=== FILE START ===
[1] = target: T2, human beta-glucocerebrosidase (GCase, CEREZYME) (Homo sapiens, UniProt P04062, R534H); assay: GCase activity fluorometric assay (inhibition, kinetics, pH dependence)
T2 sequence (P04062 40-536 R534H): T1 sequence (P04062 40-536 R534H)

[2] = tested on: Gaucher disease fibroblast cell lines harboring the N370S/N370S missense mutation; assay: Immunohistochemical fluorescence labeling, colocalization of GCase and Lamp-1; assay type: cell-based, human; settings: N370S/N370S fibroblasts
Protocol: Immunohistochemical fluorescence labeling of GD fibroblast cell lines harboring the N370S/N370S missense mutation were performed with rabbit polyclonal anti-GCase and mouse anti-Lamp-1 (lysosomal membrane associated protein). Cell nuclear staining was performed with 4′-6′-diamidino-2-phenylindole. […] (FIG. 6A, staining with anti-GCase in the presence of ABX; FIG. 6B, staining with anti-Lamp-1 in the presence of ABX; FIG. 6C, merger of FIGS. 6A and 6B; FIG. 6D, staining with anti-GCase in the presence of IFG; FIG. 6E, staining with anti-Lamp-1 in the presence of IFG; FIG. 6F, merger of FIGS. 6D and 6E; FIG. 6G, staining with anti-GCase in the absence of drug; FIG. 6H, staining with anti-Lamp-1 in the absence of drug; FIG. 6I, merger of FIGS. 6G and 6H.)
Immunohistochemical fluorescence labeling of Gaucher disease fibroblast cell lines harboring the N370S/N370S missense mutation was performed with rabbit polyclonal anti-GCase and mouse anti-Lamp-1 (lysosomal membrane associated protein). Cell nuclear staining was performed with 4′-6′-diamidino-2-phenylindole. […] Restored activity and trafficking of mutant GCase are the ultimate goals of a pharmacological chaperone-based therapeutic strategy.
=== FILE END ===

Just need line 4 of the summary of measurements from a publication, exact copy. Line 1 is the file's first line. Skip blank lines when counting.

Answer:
Protocol: Immunohistochemical fluorescence labeling of GD fibroblast cell lines harboring the N370S/N370S missense mutation were performed with rabbit polyclonal anti-GCase and mouse anti-Lamp-1 (lysosomal membrane associated protein). Cell nuclear staining was performed with 4′-6′-diamidino-2-phenylindole. […] (FIG. 6A, staining with anti-GCase in the presence of ABX; FIG. 6B, staining with anti-Lamp-1 in the presence of ABX; FIG. 6C, merger of FIGS. 6A and 6B; FIG. 6D, staining with anti-GCase in the presence of IFG; FIG. 6E, staining with anti-Lamp-1 in the presence of IFG; FIG. 6F, merger of FIGS. 6D and 6E; FIG. 6G, staining with anti-GCase in the absence of drug; FIG. 6H, staining with anti-Lamp-1 in the absence of drug; FIG. 6I, merger of FIGS. 6G and 6H.)